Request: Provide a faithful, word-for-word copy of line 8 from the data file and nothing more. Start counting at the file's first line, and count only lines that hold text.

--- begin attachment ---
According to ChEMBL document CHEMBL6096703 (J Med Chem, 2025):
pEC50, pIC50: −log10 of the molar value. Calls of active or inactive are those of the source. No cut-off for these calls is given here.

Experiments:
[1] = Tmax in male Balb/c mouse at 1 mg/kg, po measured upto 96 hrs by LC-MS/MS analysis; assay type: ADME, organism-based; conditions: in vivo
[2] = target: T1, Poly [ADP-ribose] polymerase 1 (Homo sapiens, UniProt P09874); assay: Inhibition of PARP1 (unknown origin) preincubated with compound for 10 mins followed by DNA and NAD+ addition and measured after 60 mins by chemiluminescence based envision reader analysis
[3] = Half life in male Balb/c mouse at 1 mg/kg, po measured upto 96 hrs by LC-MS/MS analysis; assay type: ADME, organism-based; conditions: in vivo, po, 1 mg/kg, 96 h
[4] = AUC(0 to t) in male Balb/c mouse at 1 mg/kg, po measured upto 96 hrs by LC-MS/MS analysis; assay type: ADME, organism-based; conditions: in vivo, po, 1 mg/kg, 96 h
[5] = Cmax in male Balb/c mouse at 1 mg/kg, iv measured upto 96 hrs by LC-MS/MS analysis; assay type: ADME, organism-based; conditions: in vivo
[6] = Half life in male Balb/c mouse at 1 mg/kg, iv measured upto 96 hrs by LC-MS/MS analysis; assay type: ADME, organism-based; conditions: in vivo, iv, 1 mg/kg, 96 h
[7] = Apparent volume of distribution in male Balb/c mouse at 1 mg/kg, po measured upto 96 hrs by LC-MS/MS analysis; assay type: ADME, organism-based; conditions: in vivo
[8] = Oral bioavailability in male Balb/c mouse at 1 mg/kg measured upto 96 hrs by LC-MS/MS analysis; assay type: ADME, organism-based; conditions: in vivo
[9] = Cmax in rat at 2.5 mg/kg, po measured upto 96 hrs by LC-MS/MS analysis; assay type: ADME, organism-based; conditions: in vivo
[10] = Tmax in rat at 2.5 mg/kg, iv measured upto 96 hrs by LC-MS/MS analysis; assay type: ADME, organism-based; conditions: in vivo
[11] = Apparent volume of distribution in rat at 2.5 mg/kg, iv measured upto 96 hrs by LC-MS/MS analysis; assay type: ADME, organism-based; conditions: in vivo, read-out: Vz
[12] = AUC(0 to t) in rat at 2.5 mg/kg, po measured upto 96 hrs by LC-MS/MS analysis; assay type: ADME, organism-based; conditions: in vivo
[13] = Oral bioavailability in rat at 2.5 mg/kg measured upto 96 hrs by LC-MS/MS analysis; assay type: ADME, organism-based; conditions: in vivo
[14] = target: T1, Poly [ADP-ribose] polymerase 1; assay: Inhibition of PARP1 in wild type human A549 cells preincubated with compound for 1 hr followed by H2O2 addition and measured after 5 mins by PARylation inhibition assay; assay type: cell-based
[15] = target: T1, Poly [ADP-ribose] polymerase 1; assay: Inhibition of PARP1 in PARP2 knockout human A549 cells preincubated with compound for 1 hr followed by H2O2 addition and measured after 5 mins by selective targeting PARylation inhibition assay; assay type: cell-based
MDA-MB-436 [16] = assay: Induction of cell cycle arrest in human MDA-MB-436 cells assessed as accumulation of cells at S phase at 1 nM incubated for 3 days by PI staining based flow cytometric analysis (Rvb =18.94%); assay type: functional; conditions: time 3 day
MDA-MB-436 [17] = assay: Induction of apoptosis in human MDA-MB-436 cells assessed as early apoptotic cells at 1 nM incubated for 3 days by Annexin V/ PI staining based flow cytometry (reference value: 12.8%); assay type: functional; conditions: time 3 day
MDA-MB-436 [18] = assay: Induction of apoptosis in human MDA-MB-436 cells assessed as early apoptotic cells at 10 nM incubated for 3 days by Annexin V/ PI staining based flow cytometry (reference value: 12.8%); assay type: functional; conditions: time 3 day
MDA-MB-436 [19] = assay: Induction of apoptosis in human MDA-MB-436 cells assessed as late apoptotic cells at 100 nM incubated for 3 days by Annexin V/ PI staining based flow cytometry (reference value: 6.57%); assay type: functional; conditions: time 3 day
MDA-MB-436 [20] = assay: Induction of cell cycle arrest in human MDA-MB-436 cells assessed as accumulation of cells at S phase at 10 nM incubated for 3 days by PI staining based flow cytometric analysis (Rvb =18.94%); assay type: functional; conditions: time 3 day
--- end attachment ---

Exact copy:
[5] = Cmax in male Balb/c mouse at 1 mg/kg, iv measured upto 96 hrs by LC-MS/MS analysis; assay type: ADME, organism-based; conditions: in vivo